Previously in this exciting week-long series, here.
If you go to this page of the official Beijing 2008 Olympic site, you'll see a list of the corporations from around the world that have invested most in the success of these games. The 12 companies on the left-hand side are "Worldwide Olympic Partners," with long-term sponsorship of the Olympics. The 11 on the right, "Beijing 2008 Partners," have invested specifically in the Beijing games. In all there are 22 companies represented here (one, Johnson & Johnson, is in both categories), 13 of them based outside China.
One of the non-Chinese companies on this list -- I can't be more specific than that, to avoid getting people I've spoken with into trouble -- recently planned to produce a special, lavish, glorification-of-taut-young-sweaty-bodies and glorification-of-rising-China series of films about the games. They had invested a lot of time and money in preparation for the shoot. Their film crew was set to arrive in China recently to show the athletes nearing their performance peak, the venues being tested and buffed, the whole proud host nation preparing to host their contests and welcome the world.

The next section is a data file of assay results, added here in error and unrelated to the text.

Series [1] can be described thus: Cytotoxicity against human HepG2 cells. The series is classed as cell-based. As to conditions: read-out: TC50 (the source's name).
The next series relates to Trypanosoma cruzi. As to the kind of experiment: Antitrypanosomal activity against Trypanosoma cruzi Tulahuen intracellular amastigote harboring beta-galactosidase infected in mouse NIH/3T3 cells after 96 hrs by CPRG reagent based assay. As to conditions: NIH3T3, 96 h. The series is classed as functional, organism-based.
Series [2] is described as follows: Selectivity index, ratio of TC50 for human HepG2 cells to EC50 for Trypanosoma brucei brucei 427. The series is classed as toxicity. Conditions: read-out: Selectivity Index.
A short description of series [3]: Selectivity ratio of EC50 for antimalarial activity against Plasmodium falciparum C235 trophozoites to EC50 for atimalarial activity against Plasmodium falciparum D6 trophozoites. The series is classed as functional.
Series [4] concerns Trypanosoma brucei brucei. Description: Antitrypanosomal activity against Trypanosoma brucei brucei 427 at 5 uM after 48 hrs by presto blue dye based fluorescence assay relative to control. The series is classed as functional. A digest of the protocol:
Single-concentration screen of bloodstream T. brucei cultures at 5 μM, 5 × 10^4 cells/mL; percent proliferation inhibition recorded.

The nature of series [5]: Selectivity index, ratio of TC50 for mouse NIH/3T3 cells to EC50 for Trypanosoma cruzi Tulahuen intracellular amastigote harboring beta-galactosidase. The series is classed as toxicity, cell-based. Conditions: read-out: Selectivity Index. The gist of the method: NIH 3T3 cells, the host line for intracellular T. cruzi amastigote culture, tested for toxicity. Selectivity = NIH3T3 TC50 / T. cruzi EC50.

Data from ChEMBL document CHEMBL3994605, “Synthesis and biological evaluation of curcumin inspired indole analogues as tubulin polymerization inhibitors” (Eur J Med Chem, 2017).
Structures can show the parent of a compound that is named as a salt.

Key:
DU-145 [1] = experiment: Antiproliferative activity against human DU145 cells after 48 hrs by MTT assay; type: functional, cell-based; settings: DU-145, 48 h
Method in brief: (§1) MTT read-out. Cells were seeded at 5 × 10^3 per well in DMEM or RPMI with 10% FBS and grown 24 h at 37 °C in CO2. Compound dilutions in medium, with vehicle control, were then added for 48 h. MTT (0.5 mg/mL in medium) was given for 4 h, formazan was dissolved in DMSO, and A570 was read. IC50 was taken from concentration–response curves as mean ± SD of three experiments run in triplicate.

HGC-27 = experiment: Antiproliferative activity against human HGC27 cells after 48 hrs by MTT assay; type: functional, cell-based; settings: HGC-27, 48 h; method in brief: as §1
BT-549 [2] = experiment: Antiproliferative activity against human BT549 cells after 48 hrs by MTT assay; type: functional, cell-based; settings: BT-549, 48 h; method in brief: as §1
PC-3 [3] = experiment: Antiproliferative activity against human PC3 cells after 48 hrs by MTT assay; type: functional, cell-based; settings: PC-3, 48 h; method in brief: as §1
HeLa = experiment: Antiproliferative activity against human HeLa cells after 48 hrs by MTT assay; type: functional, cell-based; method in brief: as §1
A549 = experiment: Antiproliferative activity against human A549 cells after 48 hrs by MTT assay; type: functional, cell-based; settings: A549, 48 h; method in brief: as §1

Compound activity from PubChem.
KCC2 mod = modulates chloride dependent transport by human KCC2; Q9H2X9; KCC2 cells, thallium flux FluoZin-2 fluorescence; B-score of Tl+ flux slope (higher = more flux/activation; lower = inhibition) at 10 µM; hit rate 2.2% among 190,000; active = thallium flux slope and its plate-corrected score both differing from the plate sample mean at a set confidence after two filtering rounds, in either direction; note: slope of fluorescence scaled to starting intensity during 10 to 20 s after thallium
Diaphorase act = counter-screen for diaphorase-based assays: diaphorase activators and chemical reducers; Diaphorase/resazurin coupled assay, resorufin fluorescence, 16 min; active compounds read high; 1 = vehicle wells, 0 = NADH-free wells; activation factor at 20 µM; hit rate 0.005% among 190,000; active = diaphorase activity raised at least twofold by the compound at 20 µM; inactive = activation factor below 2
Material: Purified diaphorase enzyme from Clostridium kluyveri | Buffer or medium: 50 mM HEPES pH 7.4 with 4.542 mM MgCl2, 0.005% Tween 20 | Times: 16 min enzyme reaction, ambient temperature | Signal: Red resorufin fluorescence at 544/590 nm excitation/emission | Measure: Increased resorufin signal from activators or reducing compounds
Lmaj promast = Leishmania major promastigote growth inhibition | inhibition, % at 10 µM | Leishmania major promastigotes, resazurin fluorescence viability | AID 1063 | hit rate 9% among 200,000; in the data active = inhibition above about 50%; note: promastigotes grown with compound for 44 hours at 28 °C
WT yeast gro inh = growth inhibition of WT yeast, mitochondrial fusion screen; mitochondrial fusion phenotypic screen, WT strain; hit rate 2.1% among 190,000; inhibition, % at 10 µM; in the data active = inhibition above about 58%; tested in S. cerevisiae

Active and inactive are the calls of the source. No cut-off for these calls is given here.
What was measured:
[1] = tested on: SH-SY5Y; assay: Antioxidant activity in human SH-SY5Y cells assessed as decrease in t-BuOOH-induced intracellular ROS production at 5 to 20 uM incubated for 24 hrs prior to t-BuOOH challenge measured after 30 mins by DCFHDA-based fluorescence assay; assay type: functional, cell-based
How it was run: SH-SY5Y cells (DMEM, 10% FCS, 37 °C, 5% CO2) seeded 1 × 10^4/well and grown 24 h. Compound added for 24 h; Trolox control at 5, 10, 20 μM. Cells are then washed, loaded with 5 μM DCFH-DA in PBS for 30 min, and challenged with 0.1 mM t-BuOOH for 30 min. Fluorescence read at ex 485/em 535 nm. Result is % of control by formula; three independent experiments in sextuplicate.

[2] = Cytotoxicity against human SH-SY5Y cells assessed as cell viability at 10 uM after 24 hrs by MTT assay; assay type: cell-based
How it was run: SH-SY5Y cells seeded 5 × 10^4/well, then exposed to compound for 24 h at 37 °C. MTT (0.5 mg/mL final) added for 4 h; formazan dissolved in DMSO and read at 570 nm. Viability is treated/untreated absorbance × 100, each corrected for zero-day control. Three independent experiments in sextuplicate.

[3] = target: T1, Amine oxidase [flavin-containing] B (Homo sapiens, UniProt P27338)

And they couldn't get visas to enter China, "during the tense Olympic period." Plans called off. Or so I am told by a person directly involved in their now-cancelled visit. I will retract this report if and when I see such films from the company (they were intended to be something no one watching the games could miss).
If you didn't know better, you might have thought in 2003 and 2004 that U.S. government strategy was being set by people trying to make enemies rather than friends in the Arab-Islamic world. And if you didn't know better, you might think that the Chinese government's approach to the Olympics is being set by people trying to make the country look bad.
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